I am regularly accused of “hating” electric cars – in the same way I and others who opposes forcing anyone to take a “vaccine” they’d prefer not to take is smeared as being “anti-vax.”
To be fair, I do dislike electric cars.
Chiefly because I like cars more than I like appliances, which is what electric cars are, fundamentally. Because they are all fundamentally the same thing, which tends to bleed off any enthusiasm for one vs. another.
But my hatred is reserved for the forcing of EVs, especially as by forcing non-EVs off the market – as is being done in a very deliberate and systematic way via regulations that non-electric cars cannot comply with or which are so expensive to comply with that the non-electric car is effectively forced off the market without the decency of an outright ban.
The latest example of this being the Biden Thing’s decree – it is styled an “executive order” – kicking up federal fuel efficiency mandatory minimums by some 15 miles-per-gallon, from the current approximately 36 MPG to approximately 50 MPG, by 2026. This is a standard only a few hybrid (partially electric) cars can meet. Which means it is a standard meant to discourage the manufacture of cars that cannot meet it – which means non-hybrid cars.
Eventually, even hybrid cars will be de facto outlawed, too – irrespective of their mileage – because they still burn gas, no matter how efficiently. The de facto ban will be disguised as a ban on (or an impossibly high standard for) carbon dioxide “emissions.”
All of this being artificial, because it is imposed artificially – by government decree. And that is what I hate. I also hate the deliberate suppression of the cons of EV ownership while the putative pros are endlessly extolled. This being of a piece with the way the cons regarding “vaccines” are suppressed while the putative pros are endlessly extolled. It is dishonest and it makes intelligent, informed decision-making much harder.
It is something every reasonable person ought to hate because of the principle it represents – the taking away of choices, by government.
Imagine the choices we might have open to us, were it not for the government decrees and the artificial market created by them.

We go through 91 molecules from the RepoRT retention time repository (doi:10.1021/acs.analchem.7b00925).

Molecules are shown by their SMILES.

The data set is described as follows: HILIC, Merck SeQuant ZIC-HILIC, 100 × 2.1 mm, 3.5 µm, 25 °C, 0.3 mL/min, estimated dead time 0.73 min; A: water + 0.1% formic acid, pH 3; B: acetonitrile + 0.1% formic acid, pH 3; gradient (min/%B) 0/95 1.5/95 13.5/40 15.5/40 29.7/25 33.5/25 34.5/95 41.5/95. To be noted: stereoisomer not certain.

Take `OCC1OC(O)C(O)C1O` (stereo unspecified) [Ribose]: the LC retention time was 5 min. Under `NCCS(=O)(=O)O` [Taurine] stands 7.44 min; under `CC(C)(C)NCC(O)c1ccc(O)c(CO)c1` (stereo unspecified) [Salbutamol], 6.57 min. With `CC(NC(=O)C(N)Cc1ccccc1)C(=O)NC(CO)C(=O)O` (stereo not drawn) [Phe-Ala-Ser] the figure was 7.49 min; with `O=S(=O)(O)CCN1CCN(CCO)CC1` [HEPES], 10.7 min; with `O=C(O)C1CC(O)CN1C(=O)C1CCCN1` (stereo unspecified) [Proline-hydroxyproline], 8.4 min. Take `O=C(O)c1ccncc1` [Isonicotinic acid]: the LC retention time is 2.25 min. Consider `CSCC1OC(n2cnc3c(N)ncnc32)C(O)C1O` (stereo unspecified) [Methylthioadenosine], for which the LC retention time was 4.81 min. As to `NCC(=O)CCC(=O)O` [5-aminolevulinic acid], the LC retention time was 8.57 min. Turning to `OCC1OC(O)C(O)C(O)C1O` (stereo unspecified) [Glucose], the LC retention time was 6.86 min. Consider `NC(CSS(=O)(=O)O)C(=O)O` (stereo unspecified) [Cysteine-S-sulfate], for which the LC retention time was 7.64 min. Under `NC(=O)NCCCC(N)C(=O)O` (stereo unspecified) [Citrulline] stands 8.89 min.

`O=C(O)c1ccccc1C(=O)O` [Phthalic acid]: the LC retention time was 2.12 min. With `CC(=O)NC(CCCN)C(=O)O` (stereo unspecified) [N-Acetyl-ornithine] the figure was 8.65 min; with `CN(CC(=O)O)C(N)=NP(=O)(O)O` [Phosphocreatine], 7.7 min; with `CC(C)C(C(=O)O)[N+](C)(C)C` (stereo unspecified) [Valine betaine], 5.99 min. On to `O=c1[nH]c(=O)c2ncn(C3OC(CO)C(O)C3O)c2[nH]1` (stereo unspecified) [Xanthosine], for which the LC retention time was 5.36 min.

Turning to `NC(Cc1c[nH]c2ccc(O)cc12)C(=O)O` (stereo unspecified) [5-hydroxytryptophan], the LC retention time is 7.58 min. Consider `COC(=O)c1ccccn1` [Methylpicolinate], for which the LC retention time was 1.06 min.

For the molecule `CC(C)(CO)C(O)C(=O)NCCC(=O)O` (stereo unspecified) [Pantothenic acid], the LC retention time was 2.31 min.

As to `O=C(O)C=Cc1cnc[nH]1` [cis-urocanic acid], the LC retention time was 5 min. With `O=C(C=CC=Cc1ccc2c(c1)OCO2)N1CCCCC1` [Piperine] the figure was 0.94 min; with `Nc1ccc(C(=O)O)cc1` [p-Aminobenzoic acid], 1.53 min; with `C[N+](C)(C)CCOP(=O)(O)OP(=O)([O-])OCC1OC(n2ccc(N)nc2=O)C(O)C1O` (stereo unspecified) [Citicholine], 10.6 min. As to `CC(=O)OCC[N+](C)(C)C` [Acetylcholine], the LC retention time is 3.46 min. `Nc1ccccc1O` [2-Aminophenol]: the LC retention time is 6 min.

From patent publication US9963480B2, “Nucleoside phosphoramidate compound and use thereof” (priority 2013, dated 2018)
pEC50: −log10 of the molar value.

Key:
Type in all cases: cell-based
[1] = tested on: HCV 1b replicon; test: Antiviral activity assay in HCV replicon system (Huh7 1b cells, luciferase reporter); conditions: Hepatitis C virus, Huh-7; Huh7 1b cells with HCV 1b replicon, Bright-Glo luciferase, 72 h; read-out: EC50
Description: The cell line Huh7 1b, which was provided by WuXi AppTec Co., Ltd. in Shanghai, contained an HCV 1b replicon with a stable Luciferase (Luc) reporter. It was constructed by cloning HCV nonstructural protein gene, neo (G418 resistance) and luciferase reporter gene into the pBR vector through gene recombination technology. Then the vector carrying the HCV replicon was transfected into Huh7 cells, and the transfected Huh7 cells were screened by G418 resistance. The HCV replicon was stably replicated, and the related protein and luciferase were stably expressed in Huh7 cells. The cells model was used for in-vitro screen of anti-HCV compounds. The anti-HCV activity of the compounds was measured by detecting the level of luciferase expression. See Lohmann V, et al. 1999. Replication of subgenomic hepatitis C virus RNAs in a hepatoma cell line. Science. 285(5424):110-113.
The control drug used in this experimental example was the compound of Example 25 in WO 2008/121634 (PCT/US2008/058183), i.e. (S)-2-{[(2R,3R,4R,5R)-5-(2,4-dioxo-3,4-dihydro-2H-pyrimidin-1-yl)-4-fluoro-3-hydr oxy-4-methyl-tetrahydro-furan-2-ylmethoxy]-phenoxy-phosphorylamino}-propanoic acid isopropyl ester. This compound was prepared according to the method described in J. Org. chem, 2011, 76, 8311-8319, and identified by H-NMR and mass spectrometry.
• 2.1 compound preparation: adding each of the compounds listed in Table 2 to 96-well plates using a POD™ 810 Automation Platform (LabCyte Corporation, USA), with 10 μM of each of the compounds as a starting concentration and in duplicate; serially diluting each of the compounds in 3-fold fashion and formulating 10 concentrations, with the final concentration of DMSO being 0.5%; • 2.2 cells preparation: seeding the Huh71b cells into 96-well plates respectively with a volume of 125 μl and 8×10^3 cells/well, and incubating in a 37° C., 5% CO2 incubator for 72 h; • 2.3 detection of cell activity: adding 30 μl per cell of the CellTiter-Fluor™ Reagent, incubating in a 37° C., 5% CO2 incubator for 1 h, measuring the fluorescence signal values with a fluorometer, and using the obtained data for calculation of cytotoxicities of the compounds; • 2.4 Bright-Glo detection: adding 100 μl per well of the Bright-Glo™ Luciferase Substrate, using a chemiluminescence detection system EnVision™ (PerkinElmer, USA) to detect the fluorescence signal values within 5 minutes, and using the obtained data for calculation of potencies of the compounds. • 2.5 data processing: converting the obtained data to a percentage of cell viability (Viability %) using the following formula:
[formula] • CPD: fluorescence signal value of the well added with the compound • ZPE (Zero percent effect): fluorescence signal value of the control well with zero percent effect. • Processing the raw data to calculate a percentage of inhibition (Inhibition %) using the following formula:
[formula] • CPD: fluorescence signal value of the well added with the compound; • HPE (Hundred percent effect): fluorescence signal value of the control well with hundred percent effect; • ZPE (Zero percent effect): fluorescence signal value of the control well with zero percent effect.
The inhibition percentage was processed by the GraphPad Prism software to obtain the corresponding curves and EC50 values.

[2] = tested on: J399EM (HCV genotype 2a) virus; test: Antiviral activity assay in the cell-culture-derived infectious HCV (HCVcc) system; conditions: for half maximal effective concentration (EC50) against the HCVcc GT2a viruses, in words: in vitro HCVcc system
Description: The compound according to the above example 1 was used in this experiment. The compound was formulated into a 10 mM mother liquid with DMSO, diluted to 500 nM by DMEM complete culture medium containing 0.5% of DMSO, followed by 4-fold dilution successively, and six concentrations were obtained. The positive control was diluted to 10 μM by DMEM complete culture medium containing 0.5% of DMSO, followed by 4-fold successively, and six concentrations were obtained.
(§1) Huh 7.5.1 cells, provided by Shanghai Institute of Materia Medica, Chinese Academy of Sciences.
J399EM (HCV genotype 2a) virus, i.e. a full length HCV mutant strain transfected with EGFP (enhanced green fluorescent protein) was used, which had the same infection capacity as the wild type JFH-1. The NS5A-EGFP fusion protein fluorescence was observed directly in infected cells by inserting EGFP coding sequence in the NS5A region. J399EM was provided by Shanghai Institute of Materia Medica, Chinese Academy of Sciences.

We would almost certainly be free to choose an EV that reduced our cost of driving – as opposed to increasing it. Such an EV would come at the cost of shorter range and the longer time it takes to recharge, of course. But if it were built specifically for short-range driving, its short range would not be an issue for those who didn’t expect or need it to be capable of long range driving. Such an EV would not need a massive (on average, 1,000-plus pounds in an artificially induced EV) battery pack so as to be capable of long range (and high speed) driving. It would work just fine – for short range driving – with a battery a third the size that would only cost a third as much.
Such EVs are – ironically enough – available, right now, in countries like China. Teenagers are able to afford a new EV, there. Over here, most adults cannot afford an EV because the only ones available cost at least $10,000 more than an otherwise similar compact-sized non-electric economy car.
If it weren’t for the artificial “incentives” imposed by government mandates and subsidies, there would likely be a spectrum of available EVs, ranging from very basic, short-range transportation appliances such as those available in China to high-end/high-performance models like the models sold by Tesla (currently subsidized by you).
The market would decide which choices were on offer, rather than the government. Instead of one-size-fits-all, the size decided by an arrogant bureaucracy that doesn’t care about your needs/wants (or your budget) there would be sizes-to-fit-all, including their budget. It would work just the market for clothes works. You are free to buy what suits. No one forces you to wear a given – a decreed – suit.
This was how the market for cars once operated, before the government got into the car business.
I’d like it a lot if the government got out of the business – and let us decide what suits.
. . .
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